Plastic Pollutants and Human Health
Each year, an estimated eight million metric tons of plastic are polluting the ocean each year. Most plastics that are produced are designed to be single-use products, which harm the environment, organisms, and humans. As plastic is tossed around in the ocean, much of it breaks down into tiny pieces called micro-plastic. These smaller pieces are ingested by smaller organisms including bacteria, plankton, and small fish. The larger predators of the food chain hunt the smaller organisms. All living things become infected with the different chemicals found in plastic; humans then consume the pray that is contaminated. This will continue to impact our environment and our health if nothing is changed. One of the chemicals found in plastic is known as Bisphenol A or BPA.
Bisphenol A is a chemical that is used in many products including water bottles, canned foods, baby bottles, clear plastic food or beverage containers, and cash register receipts. ”BPA is also used to make epoxy resins, which are spread on the inner lining of canned food containers to keep the metal from corroding and breaking” (“BPA” Sierra Club). Almost everyone in the United States has some BPA in their bodies. A survey of the population found BPA in 93 percent of urine samples from people age six and older.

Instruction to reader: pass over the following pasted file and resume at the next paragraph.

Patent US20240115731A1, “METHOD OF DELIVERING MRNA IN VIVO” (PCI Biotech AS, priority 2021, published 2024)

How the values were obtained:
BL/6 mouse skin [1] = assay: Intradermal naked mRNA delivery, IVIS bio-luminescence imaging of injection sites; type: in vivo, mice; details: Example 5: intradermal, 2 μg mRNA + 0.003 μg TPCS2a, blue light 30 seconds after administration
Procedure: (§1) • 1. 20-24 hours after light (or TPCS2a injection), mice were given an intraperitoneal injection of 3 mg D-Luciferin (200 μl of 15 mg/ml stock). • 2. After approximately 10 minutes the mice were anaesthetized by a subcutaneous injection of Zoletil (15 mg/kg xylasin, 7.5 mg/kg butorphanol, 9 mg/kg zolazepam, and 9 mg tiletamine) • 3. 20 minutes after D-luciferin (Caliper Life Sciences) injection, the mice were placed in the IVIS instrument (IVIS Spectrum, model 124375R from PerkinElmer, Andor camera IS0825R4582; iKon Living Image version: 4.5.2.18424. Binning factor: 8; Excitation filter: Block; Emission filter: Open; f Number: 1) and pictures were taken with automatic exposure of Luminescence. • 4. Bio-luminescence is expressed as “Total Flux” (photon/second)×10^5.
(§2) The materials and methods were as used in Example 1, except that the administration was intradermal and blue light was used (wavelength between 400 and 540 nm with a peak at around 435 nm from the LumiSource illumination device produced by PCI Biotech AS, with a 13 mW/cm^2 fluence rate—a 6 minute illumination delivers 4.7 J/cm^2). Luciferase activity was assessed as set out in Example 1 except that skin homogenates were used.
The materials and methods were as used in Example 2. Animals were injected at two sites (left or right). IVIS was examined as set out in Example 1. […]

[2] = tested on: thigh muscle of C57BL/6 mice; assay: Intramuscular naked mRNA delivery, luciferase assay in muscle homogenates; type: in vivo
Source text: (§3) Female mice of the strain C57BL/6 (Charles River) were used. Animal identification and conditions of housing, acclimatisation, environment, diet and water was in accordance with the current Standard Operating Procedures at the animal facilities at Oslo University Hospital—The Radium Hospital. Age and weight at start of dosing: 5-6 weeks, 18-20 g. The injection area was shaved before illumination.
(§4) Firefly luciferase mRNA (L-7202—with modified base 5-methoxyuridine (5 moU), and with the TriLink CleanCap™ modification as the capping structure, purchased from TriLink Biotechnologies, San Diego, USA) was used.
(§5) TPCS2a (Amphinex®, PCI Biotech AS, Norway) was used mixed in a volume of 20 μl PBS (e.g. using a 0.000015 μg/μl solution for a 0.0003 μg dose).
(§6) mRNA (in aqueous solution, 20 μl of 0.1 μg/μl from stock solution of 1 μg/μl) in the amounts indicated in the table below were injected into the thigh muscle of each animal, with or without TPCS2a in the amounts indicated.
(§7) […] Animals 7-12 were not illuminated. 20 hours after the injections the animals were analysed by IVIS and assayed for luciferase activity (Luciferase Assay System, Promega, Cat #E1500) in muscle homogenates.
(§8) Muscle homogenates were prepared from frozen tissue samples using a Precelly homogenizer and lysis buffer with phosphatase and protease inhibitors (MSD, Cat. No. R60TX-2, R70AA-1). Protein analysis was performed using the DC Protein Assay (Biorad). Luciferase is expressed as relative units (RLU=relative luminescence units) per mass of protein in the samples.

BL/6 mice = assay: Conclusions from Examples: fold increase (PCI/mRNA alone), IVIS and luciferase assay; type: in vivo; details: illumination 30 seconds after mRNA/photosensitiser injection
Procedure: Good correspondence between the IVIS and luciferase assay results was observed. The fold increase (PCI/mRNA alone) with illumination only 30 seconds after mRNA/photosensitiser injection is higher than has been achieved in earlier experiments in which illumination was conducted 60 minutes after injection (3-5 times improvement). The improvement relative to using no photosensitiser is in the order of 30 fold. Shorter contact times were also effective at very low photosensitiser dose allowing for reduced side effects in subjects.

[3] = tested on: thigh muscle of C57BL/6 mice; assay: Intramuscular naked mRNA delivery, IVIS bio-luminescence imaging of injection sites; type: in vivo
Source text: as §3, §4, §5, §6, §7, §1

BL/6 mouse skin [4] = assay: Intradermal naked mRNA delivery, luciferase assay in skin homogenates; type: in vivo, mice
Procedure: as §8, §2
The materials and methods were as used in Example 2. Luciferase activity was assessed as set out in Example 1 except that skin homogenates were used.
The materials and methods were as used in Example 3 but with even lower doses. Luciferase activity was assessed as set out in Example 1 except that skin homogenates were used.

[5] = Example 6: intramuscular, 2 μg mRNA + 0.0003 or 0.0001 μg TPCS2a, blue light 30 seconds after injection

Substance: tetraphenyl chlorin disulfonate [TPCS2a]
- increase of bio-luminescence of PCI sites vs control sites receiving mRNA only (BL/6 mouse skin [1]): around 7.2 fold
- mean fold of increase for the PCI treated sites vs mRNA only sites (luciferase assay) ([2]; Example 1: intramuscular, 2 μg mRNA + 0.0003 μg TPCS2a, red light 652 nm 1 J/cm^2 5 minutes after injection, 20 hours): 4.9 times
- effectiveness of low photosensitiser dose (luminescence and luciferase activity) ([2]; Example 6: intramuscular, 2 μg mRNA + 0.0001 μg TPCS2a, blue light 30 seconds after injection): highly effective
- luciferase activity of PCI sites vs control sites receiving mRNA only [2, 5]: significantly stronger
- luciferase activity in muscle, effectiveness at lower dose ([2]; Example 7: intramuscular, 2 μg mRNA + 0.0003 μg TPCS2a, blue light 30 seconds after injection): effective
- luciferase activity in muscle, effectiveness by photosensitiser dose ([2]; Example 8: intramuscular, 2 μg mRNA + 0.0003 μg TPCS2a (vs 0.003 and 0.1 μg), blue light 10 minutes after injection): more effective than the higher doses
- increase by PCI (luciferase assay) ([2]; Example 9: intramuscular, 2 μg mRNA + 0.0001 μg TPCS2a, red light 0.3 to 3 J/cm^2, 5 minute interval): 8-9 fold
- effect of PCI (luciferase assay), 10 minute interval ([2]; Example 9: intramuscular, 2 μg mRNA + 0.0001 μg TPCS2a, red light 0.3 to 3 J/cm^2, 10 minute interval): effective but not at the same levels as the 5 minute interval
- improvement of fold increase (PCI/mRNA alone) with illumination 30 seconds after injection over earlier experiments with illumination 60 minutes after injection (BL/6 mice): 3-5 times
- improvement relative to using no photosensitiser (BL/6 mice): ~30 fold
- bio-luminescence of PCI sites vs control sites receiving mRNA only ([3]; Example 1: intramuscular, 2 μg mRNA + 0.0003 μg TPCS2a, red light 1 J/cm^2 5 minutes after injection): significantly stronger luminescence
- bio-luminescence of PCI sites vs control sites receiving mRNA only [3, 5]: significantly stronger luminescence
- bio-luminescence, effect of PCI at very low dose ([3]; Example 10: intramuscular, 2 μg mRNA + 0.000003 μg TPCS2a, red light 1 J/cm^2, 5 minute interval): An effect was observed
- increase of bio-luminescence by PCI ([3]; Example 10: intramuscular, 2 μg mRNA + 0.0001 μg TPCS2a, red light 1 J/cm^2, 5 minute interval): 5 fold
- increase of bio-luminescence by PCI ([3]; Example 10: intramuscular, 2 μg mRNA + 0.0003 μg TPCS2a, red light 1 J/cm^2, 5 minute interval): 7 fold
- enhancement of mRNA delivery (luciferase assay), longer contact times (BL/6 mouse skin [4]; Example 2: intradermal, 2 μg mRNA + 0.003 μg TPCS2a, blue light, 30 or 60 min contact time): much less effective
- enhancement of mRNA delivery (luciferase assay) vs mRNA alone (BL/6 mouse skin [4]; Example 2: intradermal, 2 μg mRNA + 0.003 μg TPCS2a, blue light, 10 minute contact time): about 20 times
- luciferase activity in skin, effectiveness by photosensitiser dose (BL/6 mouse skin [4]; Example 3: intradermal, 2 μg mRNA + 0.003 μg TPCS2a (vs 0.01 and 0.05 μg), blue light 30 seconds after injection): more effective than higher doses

The chemical BPA replicates and mimics the structure and function of the hormone estrogen. It also has an influence on bodily processes such as growth, cell repair, reproduction, fetal development, and energy levels. Many scientists believe that BPA effects hormone receptors which in turn negatively affect a person’s health. Children born to mothers with higher levels of BPA had birth defects, and were more hyperactive. According to Healthline.com, ”BPA exposure during early life is also thought to influence prostate and breast tissue development in ways that increase cancer risk."
Products containing BPA are banned in EU, Canada, China, and Malaysia. Some states within the United States have followed this regulation, however there are no federal regulations which favor this.
To prevent against the spread of chemicals among the environment, organisms, and animals, consumers should be cautious about the things they buy. Instead of buying and using plastic bags in stores, consumers should use reusable bags. If these man-made chemicals continue to make their way into the ecosystems and oceans, they will continue to have hazardous impacts on living organisms. To better protect against this threat, individuals should purchase BPA-free products which include glass and stainless steel containers without plastic lining. As well as reusable items, eating fresh and frozen foods instead of foods stores in cans will benefit both the health of the environment and citizens.